Saturday, March 30, 2013

Worked Over Something Awful

America, where pulling yourself up by the bootstraps is a bit difficult due to all the sharp bootstrap-cutting objects lying in your path.

A Tupelo woman hired earlier this month by a KFC was fired Monday after the franchise owner discovered she’s homeless.
Eunice Jasica has been staying at the Salvation Army lodge since early December after losing her job, her car and her home.
The nonprofit organization requires its residents to seek employment daily and, upon finding it, to pay for lodging and start saving for a place of their own. Jasica said she had been job hunting for months and was relieved to find work on March 11 at the KFC on North Gloster Street.
A document signed by that location’s general manager on March 12 confirms Jasica had been hired to perform “prep work” and would receive a paycheck every two weeks.
But when Jasica reported for duty Monday, franchise owner Chesley Ruff withdrew the job offer upon learning she lived at the Salvation Army.
“He told me to come back when I had an address and transportation,” Jasica recalled. “But how am I supposed to get all that without a job?

Firing someone you hired because they don’t have a place to live when the entire reason they took the job was to be able to afford a place to live, and you don’t pay enough to afford a place to live?  I’m betting Chesley Ruff is a lifelong Republican.

Luckily, this story now has a better ending.

A woman fired from a KFC in Tupelo for being homeless has found a new job and an outpouring of support.
Eunice Jasica was tentatively hired Tuesday by On Time Transportation to shuttle Medicaid and Medicare patients to and from doctors’ appointments. She still must complete the final stages of her application process but should be on the job by early April, said the company’s office manager, Yolanda Baskin.

The much larger problem is America is largely designed to keep poor people poor, and ridiculously rich people ridiculously rich.

Respect Given, Respect Earned

I've had my problems with Chris Hayes in the past, but I am reminded by Ann Friedman at the Columbia Journalism Review (as Hayes moves forward to MSNBC's prime time 8 PM weekday slot next month) that the objective data from his year plus on his weekend morning show demonstrates his commitment to diversity when so many weekend show pundits and panelists are white men.

But earlier this month, after MSNBC announced it was giving Chris Hayes his own daily primetime news show, Media Matters published a chart that showed how his weekend show, Up with Chris Hayes, differed from its cable-news competitors: It wasn’t all white dudes. Specifically, 57 percent of the show’s guests were not white men. (Full disclosure: I have, in the past, been one of the non-dudes featured on said program.) To hear lots of journalists tell it, this is an impossible feat. So I called up Hayes to ask how he and his team created a shining oasis of diversity in a cable-news desert of sameness.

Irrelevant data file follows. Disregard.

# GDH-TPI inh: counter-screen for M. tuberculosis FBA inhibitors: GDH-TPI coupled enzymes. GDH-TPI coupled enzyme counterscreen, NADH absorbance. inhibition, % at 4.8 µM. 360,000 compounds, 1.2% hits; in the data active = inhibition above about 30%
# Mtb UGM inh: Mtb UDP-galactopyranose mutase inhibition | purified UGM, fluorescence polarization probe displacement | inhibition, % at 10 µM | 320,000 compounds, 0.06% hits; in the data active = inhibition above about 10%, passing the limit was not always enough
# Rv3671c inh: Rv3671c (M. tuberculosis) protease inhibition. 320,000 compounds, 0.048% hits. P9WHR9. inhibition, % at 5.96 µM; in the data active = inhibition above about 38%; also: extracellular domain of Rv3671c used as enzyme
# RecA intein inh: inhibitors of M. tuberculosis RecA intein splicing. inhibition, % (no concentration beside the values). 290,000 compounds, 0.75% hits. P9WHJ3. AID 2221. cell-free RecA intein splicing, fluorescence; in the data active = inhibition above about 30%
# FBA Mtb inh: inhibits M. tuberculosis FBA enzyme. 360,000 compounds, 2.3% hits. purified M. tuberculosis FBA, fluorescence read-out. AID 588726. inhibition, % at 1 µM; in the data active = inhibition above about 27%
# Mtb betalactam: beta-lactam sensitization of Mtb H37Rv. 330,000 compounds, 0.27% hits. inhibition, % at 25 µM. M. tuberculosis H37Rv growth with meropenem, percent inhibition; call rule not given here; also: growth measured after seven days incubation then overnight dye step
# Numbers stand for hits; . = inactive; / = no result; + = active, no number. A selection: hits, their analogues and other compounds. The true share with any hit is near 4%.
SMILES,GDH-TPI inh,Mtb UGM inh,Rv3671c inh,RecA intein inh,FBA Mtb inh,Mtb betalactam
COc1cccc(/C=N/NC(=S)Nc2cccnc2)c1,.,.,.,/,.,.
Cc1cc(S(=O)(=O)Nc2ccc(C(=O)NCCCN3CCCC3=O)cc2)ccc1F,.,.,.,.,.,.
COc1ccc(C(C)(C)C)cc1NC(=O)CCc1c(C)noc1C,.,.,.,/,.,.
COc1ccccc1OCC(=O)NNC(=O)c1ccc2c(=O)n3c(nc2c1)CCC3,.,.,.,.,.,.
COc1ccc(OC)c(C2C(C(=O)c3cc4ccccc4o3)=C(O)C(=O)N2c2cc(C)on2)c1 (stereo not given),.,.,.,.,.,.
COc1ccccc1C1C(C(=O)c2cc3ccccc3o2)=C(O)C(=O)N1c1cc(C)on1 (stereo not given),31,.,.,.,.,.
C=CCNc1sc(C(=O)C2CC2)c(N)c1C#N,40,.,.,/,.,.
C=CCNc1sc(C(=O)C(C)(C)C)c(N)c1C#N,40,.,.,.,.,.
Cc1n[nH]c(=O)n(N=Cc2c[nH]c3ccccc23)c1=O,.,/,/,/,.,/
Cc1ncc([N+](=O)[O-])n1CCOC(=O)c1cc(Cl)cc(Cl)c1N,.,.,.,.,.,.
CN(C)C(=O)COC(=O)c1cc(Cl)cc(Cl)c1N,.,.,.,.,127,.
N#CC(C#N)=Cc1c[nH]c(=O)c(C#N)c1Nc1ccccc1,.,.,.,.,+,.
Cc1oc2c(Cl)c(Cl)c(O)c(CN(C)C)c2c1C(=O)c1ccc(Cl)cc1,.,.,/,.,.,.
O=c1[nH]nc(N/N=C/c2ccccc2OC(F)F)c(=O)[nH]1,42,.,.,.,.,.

“We just would look at the board and say, ‘We already have too many white men. We can’t have more.’ Really, that was it,” Hayes says. “Always, constantly just counting. Monitoring the diversity of the guests along gender lines, and along race and ethnicity lines.” Out of four panelists on every show, he and his booking producers ensured that at least two were women. “A general rule is if there are four people sitting at table, only two of them can be white men,” he says. “Often it would be less than that.”

If they did end up booking a show that featured a majority of white men, they’d call it “taking a gender hit.” Hayes explains, “and then we’d be like, well, we have to make up for that either in the second half of the show or on the Sunday show.”

In other words: quotas. Hard quotas.

“The editorial decisions, the content we decided to pursue, also dovetailed with that,” he continues. “We had three Iraqis join us when we talked about the 10-year anniversary of the war. We did a full show about feminism. And so, part of it is that we weren’t talking about the Ryan budget every week. Often we were discussing topics on which there was a natural affinity between people of backgrounds different than the standard one that is often presented on television.”

And while some of his guests are maddeningly obnoxious, at least they tend to be outnumbered rather than making up the majority.  That's a huge deal, and considering the ratio of white men to everyone else on other weekend punditry roundups tends to be 2 to 1, the opposite is true on Up With Chris Hayes.

Here's hoping that tradition continues on his new show, All In...but my question is where's the praise for Melissa-Harris Perry?

StupidiNews, Easter Weekend Edition!

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